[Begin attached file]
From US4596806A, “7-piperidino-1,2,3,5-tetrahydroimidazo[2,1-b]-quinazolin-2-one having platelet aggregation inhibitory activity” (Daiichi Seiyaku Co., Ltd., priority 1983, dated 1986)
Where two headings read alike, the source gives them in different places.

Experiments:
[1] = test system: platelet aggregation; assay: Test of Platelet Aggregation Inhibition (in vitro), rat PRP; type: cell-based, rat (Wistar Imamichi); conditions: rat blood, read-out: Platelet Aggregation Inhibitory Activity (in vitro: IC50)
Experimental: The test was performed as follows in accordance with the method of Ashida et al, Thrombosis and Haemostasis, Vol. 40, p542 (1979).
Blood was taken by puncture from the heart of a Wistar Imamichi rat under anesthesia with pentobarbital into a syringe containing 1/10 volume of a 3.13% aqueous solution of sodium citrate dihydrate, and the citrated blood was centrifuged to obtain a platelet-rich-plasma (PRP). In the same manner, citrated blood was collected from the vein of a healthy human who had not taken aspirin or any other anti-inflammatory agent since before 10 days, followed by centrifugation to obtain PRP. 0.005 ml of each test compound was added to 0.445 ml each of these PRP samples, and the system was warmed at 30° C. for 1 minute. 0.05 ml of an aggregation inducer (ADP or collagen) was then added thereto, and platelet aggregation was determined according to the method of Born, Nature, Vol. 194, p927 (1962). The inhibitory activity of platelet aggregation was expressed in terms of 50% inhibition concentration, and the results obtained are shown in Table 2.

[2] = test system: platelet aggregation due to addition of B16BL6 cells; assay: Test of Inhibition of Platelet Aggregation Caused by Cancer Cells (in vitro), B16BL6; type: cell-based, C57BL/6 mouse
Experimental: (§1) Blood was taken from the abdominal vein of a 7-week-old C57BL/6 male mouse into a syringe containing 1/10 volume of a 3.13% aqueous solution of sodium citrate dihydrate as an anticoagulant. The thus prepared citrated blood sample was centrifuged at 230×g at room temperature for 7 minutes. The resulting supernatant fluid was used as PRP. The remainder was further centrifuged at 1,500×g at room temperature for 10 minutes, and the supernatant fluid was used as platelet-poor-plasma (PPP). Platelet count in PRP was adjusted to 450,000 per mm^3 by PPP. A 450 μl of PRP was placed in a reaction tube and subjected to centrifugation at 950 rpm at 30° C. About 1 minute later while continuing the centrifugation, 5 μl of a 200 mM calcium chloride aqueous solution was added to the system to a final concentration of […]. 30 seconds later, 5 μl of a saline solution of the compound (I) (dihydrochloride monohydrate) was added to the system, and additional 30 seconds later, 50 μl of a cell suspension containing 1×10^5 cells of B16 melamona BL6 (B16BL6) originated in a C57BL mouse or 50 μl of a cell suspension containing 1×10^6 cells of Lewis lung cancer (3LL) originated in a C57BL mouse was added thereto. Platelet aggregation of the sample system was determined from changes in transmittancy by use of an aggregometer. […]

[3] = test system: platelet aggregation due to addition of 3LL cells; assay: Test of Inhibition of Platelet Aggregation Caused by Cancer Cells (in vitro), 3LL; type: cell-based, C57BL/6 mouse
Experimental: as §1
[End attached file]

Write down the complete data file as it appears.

From US4596806A, “7-piperidino-1,2,3,5-tetrahydroimidazo[2,1-b]-quinazolin-2-one having platelet aggregation inhibitory activity” (Daiichi Seiyaku Co., Ltd., priority 1983, dated 1986)
Where two headings read alike, the source gives them in different places.

Experiments:
[1] = test system: platelet aggregation; assay: Test of Platelet Aggregation Inhibition (in vitro), rat PRP; type: cell-based, rat (Wistar Imamichi); conditions: rat blood, read-out: Platelet Aggregation Inhibitory Activity (in vitro: IC50)
Experimental: The test was performed as follows in accordance with the method of Ashida et al, Thrombosis and Haemostasis, Vol. 40, p542 (1979).
Blood was taken by puncture from the heart of a Wistar Imamichi rat under anesthesia with pentobarbital into a syringe containing 1/10 volume of a 3.13% aqueous solution of sodium citrate dihydrate, and the citrated blood was centrifuged to obtain a platelet-rich-plasma (PRP). In the same manner, citrated blood was collected from the vein of a healthy human who had not taken aspirin or any other anti-inflammatory agent since before 10 days, followed by centrifugation to obtain PRP. 0.005 ml of each test compound was added to 0.445 ml each of these PRP samples, and the system was warmed at 30° C. for 1 minute. 0.05 ml of an aggregation inducer (ADP or collagen) was then added thereto, and platelet aggregation was determined according to the method of Born, Nature, Vol. 194, p927 (1962). The inhibitory activity of platelet aggregation was expressed in terms of 50% inhibition concentration, and the results obtained are shown in Table 2.

[2] = test system: platelet aggregation due to addition of B16BL6 cells; assay: Test of Inhibition of Platelet Aggregation Caused by Cancer Cells (in vitro), B16BL6; type: cell-based, C57BL/6 mouse
Experimental: (§1) Blood was taken from the abdominal vein of a 7-week-old C57BL/6 male mouse into a syringe containing 1/10 volume of a 3.13% aqueous solution of sodium citrate dihydrate as an anticoagulant. The thus prepared citrated blood sample was centrifuged at 230×g at room temperature for 7 minutes. The resulting supernatant fluid was used as PRP. The remainder was further centrifuged at 1,500×g at room temperature for 10 minutes, and the supernatant fluid was used as platelet-poor-plasma (PPP). Platelet count in PRP was adjusted to 450,000 per mm^3 by PPP. A 450 μl of PRP was placed in a reaction tube and subjected to centrifugation at 950 rpm at 30° C. About 1 minute later while continuing the centrifugation, 5 μl of a 200 mM calcium chloride aqueous solution was added to the system to a final concentration of […]. 30 seconds later, 5 μl of a saline solution of the compound (I) (dihydrochloride monohydrate) was added to the system, and additional 30 seconds later, 50 μl of a cell suspension containing 1×10^5 cells of B16 melamona BL6 (B16BL6) originated in a C57BL mouse or 50 μl of a cell suspension containing 1×10^6 cells of Lewis lung cancer (3LL) originated in a C57BL mouse was added thereto. Platelet aggregation of the sample system was determined from changes in transmittancy by use of an aggregometer. […]

[3] = test system: platelet aggregation due to addition of 3LL cells; assay: Test of Inhibition of Platelet Aggregation Caused by Cancer Cells (in vitro), 3LL; type: cell-based, C57BL/6 mouse
Experimental: as §1